Amos isn’t laying guilt trips. Neither is Jesus. They are giving us warnings. And like the rich man in the parable, we need to want with all our hearts to warn others. The night is advancing around us, and we are called and chosen to oppose the darkness with righteousness, godliness, faith, love, endurance and gentleness, as St. Paul says.
So what can we do to make sure that our rack of lamb and glass of wine does not blind us to reality or lull us into inaction?
The first thing we must do, is to wake up from the false security that comes from comfort. We need first to understand what’s going on around us—the good and the bad. We need to know what we are called to do in the face of collapsing social systems, values and virtues.
You can find that out this coming Saturday. The parish is hosting a day-long video conference called the New Evangelization Summit. You’ll hear speakers who are leaders in the New Evangelization, the Church’s response to the falling away of countless Christians in Western countries including our own.
The Summit won’t just tell us what we need to do in this time of crisis; it will also tell us how. The day will inspire you, encourage you, and provide training, practical wisdom and resources on how to evangelize effectively at home and at work—without turning people off.
But, as the saying goes, you can’t give what you ain’t got. We ourselves need to be better evangelized—to have a living and active relationship with God and his Word. This is where the Discovery faith studies come in. The Discovery series gives us a chance to grow in the experience of our faith, together with others who want to walk with us on the discipleship path.
These small group studies take just six weeks each. Details are on the front page of this week’s bulletin. They’ve already been a great success in the parish, and I’ve not met anyone who didn’t find them to be interesting and challenging. Our Friday morning men’s group ran the studies last year and the reaction was extremely positive.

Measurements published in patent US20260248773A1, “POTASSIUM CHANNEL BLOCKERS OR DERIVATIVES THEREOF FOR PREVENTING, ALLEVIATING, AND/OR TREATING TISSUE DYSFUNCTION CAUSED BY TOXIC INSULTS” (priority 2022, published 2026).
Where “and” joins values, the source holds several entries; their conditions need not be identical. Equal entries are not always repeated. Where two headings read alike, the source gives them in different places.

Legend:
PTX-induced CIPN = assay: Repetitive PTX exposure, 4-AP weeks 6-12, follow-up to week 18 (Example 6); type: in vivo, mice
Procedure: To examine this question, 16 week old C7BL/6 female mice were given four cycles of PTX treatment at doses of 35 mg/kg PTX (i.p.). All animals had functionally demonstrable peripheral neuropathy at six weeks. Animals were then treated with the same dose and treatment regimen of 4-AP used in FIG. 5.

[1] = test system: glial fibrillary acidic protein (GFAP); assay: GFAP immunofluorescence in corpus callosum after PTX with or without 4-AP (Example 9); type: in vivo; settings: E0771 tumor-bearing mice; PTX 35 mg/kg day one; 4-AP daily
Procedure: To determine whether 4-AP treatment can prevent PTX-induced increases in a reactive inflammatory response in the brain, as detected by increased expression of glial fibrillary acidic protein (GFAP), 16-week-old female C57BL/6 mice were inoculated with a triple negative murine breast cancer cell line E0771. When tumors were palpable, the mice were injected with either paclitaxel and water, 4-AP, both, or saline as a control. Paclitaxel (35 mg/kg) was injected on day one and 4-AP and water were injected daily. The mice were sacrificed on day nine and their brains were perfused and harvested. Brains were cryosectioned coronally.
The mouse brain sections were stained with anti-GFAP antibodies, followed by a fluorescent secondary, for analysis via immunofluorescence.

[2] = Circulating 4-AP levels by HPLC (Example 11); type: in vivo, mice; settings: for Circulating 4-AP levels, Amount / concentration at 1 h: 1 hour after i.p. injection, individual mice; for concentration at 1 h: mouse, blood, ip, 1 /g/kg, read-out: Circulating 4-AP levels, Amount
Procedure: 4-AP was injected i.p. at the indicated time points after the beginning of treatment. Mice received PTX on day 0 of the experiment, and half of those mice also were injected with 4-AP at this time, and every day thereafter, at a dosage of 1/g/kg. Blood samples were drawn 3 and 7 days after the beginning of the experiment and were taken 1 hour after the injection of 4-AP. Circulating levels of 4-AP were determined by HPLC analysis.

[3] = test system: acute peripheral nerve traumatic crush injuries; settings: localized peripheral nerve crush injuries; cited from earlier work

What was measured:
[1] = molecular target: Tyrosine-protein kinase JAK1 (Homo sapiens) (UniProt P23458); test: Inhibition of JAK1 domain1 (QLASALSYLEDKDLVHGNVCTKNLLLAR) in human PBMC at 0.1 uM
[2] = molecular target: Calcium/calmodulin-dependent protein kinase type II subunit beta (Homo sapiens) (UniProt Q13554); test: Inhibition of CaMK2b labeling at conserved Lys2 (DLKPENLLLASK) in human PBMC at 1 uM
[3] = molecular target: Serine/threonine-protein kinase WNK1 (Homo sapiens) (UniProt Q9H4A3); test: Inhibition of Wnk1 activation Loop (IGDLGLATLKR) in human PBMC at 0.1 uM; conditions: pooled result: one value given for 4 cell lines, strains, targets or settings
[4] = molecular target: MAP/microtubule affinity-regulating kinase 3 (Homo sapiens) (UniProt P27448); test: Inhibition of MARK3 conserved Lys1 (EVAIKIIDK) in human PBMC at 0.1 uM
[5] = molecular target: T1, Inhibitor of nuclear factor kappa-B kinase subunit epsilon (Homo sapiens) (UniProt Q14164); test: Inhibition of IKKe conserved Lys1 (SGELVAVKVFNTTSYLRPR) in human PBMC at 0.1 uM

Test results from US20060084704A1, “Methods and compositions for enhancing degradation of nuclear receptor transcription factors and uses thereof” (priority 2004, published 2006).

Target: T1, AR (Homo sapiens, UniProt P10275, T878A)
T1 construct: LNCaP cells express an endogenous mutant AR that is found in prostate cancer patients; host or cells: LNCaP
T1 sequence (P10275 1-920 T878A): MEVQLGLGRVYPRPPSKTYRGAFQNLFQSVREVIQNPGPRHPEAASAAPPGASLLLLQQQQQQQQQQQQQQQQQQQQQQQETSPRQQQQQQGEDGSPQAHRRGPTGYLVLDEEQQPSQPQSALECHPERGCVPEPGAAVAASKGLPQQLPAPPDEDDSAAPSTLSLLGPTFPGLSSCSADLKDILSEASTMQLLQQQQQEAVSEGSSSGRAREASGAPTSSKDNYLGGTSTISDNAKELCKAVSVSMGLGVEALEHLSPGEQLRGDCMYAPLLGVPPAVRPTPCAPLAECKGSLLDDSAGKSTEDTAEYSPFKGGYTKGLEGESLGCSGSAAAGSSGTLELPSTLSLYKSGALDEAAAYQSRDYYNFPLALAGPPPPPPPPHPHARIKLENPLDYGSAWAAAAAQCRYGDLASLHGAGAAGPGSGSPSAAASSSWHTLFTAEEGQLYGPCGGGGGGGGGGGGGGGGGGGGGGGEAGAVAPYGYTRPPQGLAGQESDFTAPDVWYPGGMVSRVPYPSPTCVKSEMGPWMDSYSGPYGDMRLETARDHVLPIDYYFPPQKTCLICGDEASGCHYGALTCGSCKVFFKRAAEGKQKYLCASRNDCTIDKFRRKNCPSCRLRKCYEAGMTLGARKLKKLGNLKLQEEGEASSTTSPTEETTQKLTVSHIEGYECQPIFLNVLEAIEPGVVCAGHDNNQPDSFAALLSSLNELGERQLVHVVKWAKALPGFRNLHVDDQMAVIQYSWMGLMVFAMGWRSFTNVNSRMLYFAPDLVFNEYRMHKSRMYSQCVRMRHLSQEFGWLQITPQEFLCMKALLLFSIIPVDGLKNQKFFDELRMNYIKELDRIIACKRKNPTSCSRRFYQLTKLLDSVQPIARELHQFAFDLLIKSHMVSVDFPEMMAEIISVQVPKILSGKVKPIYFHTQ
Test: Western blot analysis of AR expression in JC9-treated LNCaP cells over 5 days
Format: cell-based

We invite you to sign up for a study after Mass today. If you took Discovery last year, there are other studies waiting for you to experience.
All this activity may make you wonder if Christ the Redeemer Parish is going a bit overboard. To answer that, I say please check out the Priorities and Goals of the Archdiocese on its website. I’m not the chief pastor of this parish; Archbishop Miller is. I’m not a successor of the Apostles, but he is.
As our senior shepherd, the Archbishop has challenged the local Church to focus on four things. We’ve already tackled two of them head on: “Get Closer to Jesus” and “Develop Parish Leadership and Support.”
Getting closer to Jesus is exactly what the Discovery faith studies are all about—not religious education, but growth in friendship with the Lord. And Alpha has that very same goal.
The Archbishop is well aware of how seriously we’re taking his priorities and goals. In August he formally acknowledged our efforts to develop parish leadership and support by approving a new structure for the parish pastoral council, including a parish core team.
The core team is a specific responds directly to a challenge in the Archdiocesan priorities and goals document, which states that “parishes thrive and experience renewal when pastors are enabled to delegate spiritual and administrative leadership roles to a talented and evangelized team of parishioners.”
The fruit of all this—growth in holiness, a new spirit of commitment to sharing the Gospel with others, and a laser focus in what we do as a parish—does not depend on the Archbishop, or on Fr. Jeff and me, or on the parish pastoral council, or on the members of the core team.
It depends on you. Each of you. So-called “ordinary” Catholics called to do things differently in a different world than the one in which we grew up.
Let’s not be grieved over the ruins of a Christian society. Let’s rebuild it together, and tell everyone the truth that the rich man was unable to share.
Let us convince others, especially by inviting them to the Alpha film series, that Someone has indeed risen from the dead—and that He makes all the difference.